"After attending History subject panel meetings, the HOD took his time to staff develop all History teachers in the department on how to interpret the syllabus. The HOD helped teachers in interpreting the sources or pictures to the learners as well as other key skills covered by the syllabus such as empathy, imagination, judgement and analysis."

This shows that the HOD was actually professionally developing History teachers in his department. Some History teachers ended up developing keen interest in the 2166 History syllabus due to the assistance that they got from their HOD. All the other History teachers at the school also benefitted because they got help from the HOD, who particularly helped the teachers in tackling the questions on empathy and imagination. The History teachers ended up appreciating that the History 2166 syllabus was very rich, both in terms of content and the skills it emphasized. T 5 added that:

"Due to the tireless efforts by our HOD who went out of her way to try and help teachers in her department, we ended up appreciating the strengths and possibilities in the 2166 History syllabus. That syllabus was very rich and it produced fully-baked products. The 2166 History syllabus was blessed with a wide range of skills which helped to mould the History learner into a socially useful individual."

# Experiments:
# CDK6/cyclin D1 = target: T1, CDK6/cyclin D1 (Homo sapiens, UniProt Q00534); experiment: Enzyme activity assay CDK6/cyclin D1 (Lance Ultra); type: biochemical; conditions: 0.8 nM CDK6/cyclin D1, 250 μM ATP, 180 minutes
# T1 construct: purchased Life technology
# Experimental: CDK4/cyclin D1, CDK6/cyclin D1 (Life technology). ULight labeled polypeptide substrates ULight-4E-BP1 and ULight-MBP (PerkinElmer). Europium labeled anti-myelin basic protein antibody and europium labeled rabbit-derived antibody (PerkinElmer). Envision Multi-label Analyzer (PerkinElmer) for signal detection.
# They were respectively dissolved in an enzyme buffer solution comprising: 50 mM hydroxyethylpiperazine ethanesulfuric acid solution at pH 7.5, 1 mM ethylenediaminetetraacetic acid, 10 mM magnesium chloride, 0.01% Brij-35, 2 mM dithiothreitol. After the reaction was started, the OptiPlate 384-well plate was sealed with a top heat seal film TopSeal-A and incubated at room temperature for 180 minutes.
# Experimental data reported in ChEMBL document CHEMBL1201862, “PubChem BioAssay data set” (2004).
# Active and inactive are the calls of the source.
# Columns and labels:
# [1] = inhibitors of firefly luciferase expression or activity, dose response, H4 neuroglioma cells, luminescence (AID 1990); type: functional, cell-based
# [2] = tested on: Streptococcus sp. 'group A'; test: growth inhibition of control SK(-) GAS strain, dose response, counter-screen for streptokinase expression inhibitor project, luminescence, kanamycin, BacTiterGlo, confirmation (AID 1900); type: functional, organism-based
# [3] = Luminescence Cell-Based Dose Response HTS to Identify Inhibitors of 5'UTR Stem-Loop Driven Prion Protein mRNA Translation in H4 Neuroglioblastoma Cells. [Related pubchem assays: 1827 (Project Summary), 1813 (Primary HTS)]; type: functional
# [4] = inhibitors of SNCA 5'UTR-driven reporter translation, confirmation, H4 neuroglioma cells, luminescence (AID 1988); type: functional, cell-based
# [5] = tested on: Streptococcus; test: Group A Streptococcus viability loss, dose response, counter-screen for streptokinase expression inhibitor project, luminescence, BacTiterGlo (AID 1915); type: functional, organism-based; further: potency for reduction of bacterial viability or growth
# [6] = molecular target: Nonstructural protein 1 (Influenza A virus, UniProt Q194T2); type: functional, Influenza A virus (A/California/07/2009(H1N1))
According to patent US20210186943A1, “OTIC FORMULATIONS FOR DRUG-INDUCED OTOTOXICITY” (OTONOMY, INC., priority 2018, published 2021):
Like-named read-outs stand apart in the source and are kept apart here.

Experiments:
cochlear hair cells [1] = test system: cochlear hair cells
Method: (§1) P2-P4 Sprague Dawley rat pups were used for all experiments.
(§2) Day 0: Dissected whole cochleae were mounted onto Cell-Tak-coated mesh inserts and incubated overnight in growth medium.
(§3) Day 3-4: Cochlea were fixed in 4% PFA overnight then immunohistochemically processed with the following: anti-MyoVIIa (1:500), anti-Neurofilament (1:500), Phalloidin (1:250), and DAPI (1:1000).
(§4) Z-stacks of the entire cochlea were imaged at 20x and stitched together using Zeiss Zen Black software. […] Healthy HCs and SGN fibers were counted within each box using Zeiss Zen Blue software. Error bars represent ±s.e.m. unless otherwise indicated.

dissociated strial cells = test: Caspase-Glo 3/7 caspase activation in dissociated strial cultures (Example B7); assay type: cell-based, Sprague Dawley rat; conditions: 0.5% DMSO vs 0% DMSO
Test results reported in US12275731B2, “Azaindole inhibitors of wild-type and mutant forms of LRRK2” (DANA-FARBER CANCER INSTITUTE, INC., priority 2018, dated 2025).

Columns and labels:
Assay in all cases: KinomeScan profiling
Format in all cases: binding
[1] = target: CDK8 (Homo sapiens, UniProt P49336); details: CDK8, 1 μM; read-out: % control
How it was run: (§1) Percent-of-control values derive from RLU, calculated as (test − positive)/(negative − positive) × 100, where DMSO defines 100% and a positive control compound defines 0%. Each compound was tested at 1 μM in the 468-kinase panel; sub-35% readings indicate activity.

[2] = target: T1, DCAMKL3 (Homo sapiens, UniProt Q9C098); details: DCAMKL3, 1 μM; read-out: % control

The Better Schools Programme in Zimbabwe (BSPZ) activities

In its pursuit of improved instructional practices, the BSPZ, through the involvement of school-based instructional leaders, introduced the setting of district examinations for all subjects at secondary school level. In the case of History, these examinations are actually set by HODs and other senior History examiners in the district and are written under strict observation of public examination regulations by all schools in a district. Marking schemes for such examinations are also designed by the History HODs and senior examiners in the district. According to a History teacher (T 2):

"Under the leadership of their HODs, History teachers in the district then gather to discuss and moderate the marking schemes. Examiners in the district are placed in charge of the moderation of marking schemes so as to avoid wide deviations between the markers. After marking the examinations, the best three scripts per school are forwarded to the district for moderation."